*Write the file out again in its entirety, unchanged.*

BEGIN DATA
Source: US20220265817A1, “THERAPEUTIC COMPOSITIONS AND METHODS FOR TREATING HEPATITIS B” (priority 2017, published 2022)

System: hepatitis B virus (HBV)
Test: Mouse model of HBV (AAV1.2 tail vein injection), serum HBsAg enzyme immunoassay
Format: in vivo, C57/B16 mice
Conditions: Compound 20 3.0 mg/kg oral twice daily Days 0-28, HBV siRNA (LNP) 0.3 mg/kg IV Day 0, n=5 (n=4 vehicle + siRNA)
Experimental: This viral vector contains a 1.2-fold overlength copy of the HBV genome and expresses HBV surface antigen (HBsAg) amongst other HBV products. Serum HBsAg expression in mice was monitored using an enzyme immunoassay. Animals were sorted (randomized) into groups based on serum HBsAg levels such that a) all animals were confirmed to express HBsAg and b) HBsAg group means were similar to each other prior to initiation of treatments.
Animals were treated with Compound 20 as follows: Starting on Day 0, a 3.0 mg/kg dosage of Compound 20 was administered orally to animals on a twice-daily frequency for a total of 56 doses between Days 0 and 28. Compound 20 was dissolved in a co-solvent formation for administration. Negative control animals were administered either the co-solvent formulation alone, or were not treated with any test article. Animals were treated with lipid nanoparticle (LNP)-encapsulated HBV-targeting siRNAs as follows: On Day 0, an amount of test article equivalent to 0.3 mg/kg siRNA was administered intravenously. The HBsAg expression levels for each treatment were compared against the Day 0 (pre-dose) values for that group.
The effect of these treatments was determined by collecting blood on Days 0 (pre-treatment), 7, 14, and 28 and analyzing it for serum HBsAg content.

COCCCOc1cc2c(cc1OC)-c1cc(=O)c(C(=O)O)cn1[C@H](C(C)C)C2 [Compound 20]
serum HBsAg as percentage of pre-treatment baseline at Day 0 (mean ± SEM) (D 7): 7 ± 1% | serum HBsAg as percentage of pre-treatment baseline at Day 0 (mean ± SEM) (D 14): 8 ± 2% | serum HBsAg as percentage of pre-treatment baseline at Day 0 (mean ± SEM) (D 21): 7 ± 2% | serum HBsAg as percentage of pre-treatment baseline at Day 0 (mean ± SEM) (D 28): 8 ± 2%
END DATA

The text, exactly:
Source: US20220265817A1, “THERAPEUTIC COMPOSITIONS AND METHODS FOR TREATING HEPATITIS B” (priority 2017, published 2022)

System: hepatitis B virus (HBV)
Test: Mouse model of HBV (AAV1.2 tail vein injection), serum HBsAg enzyme immunoassay
Format: in vivo, C57/B16 mice
Conditions: Compound 20 3.0 mg/kg oral twice daily Days 0-28, HBV siRNA (LNP) 0.3 mg/kg IV Day 0, n=5 (n=4 vehicle + siRNA)
Experimental: This viral vector contains a 1.2-fold overlength copy of the HBV genome and expresses HBV surface antigen (HBsAg) amongst other HBV products. Serum HBsAg expression in mice was monitored using an enzyme immunoassay. Animals were sorted (randomized) into groups based on serum HBsAg levels such that a) all animals were confirmed to express HBsAg and b) HBsAg group means were similar to each other prior to initiation of treatments.
Animals were treated with Compound 20 as follows: Starting on Day 0, a 3.0 mg/kg dosage of Compound 20 was administered orally to animals on a twice-daily frequency for a total of 56 doses between Days 0 and 28. Compound 20 was dissolved in a co-solvent formation for administration. Negative control animals were administered either the co-solvent formulation alone, or were not treated with any test article. Animals were treated with lipid nanoparticle (LNP)-encapsulated HBV-targeting siRNAs as follows: On Day 0, an amount of test article equivalent to 0.3 mg/kg siRNA was administered intravenously. The HBsAg expression levels for each treatment were compared against the Day 0 (pre-dose) values for that group.
The effect of these treatments was determined by collecting blood on Days 0 (pre-treatment), 7, 14, and 28 and analyzing it for serum HBsAg content.

COCCCOc1cc2c(cc1OC)-c1cc(=O)c(C(=O)O)cn1[C@H](C(C)C)C2 [Compound 20]
serum HBsAg as percentage of pre-treatment baseline at Day 0 (mean ± SEM) (D 7): 7 ± 1% | serum HBsAg as percentage of pre-treatment baseline at Day 0 (mean ± SEM) (D 14): 8 ± 2% | serum HBsAg as percentage of pre-treatment baseline at Day 0 (mean ± SEM) (D 21): 7 ± 2% | serum HBsAg as percentage of pre-treatment baseline at Day 0 (mean ± SEM) (D 28): 8 ± 2%